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What’s left of Karen drenches U.S., Atlantic Canada safe


By Dayna Vettese
Meteorologist
@daynavettese
Thursday, October 10, 2013, 8:18

A low pressure system, containing what is left of what once was Tropical Storm Karen, is meandering up the east coast of the United States. It has prompted Gale Warnings up and down the U.S. east coast as well as numerous other advisories, watches and warnings. Areas such as North Carolina’s Outer Banks up to Atlantic City, New Jersey and portions of New York’s Long Island are to be affected by this system.

Bulletins issued by the National Weather Service (Philadelphia/Mount Holly Office) in the United States as of 2pm EDT on October 9, 2013.

Bulletins issued by the National Weather Service (Philadelphia/Mount Holly Office) in the United States as of 2pm EDT on October 9, 2013.

The bad news for our friends south of the border is that a high pressure system to the north is blocking this storm system from moving anywhere fast so it is an unsettled week ahead for residents of the U.S. east coast. Forecast models are outlining up to 75 mm of rain (3 inches) with locally higher amounts possible in some locations.

GFS forecast model's precipitation total solution from October 9 through the morning of October 14, 2013. Totals in inches.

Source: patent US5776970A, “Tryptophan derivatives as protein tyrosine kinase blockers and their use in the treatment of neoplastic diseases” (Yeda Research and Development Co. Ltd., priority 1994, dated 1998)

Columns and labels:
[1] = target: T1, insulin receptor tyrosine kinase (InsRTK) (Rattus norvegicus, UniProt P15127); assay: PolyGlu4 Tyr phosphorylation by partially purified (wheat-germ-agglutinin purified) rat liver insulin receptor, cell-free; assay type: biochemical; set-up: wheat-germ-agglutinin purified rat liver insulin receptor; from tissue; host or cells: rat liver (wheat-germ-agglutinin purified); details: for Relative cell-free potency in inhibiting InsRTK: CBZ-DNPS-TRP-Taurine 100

GFS forecast model's precipitation total solution from October 9 through the morning of October 14, 2013. Totals in inches.

Much of the anticipated beach erosion and possible coastal flooding will occur during local high tides. The blocking high pressure system to the north will help increase the pressure gradient with this storm system increasing the winds along the coast. Wind gusts could reach as high as 80 km/h on exposed coastal regions throughout the week.

The good news for us here in Canada, specifically the Atlantic Provinces, is that the high pressure system will keep the low south throughout the week and even for Thanksgiving weekend. It looks as though a stretch of pleasant fall weather is in store for Atlantic Canada right through to the holiday Monday. Temperatures are expected to be in the mid-to-high teens for the Maritimes (with cool overnight lows and the risk of frost due to clear skies).

Global Canadian forecast model indicating how high pressure system is blocking the low pressure system to the south.

Global Canadian forecast model indicating how high pressure system is blocking the low pressure system to the south.

Temperatures will be slightly on the cooler side for Newfoundland as a separate low moves to the north of the province bringing cooler temperatures and the slight chance of some showers. Only the slightest of chances for a passing shower in the Maritimes to end the week but the majority of the next five days will be dry.

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